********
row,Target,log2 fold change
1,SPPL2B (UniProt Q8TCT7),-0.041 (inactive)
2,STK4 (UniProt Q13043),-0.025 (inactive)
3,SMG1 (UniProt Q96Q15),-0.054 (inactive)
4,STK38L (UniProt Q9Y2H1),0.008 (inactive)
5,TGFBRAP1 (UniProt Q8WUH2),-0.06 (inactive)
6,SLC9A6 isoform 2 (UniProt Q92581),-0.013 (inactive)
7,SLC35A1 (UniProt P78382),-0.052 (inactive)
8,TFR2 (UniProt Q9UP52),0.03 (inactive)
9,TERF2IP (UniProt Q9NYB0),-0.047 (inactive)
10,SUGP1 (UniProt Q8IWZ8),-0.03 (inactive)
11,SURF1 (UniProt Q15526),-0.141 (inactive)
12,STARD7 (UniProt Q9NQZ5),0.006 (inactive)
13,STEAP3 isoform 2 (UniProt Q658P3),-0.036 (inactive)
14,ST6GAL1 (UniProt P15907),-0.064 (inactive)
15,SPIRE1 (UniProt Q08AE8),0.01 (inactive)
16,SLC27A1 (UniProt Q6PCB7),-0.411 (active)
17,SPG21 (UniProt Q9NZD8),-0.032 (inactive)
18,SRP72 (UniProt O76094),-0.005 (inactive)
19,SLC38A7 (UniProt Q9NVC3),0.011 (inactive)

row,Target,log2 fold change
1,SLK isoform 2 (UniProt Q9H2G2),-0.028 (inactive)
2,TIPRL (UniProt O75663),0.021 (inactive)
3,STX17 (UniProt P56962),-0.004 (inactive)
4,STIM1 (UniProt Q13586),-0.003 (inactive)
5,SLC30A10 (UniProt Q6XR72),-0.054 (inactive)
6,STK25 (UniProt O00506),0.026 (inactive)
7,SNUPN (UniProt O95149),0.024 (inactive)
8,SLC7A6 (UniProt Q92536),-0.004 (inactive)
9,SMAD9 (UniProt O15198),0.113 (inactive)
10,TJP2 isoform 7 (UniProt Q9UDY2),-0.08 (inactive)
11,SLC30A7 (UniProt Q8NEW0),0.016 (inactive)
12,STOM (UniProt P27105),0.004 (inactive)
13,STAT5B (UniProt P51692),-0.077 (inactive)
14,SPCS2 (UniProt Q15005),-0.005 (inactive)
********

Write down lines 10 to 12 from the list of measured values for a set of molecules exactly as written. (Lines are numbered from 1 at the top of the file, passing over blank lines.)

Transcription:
9,TERF2IP (UniProt Q9NYB0),-0.047 (inactive)
10,SUGP1 (UniProt Q8IWZ8),-0.03 (inactive)
11,SURF1 (UniProt Q15526),-0.141 (inactive)